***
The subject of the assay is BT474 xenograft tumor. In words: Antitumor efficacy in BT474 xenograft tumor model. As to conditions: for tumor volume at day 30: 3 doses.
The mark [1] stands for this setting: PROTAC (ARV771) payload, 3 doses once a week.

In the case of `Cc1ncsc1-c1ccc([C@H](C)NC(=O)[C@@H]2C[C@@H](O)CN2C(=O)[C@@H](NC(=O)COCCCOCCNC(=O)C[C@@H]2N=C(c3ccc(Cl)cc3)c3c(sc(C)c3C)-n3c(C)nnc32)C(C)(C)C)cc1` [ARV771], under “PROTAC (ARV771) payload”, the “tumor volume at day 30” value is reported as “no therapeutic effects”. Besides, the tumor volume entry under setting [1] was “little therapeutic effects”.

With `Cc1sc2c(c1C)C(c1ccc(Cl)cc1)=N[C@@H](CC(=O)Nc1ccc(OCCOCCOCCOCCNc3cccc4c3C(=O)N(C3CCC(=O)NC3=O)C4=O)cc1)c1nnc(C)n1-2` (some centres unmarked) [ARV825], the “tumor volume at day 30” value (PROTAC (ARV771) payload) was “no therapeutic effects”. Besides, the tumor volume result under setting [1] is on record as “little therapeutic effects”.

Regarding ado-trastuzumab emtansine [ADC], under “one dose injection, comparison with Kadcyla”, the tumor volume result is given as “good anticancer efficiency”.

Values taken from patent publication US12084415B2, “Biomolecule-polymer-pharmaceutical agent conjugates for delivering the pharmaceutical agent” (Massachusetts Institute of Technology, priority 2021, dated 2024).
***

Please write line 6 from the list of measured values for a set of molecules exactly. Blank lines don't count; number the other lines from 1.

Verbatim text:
Values taken from patent publication US12084415B2, “Biomolecule-polymer-pharmaceutical agent conjugates for delivering the pharmaceutical agent” (Massachusetts Institute of Technology, priority 2021, dated 2024).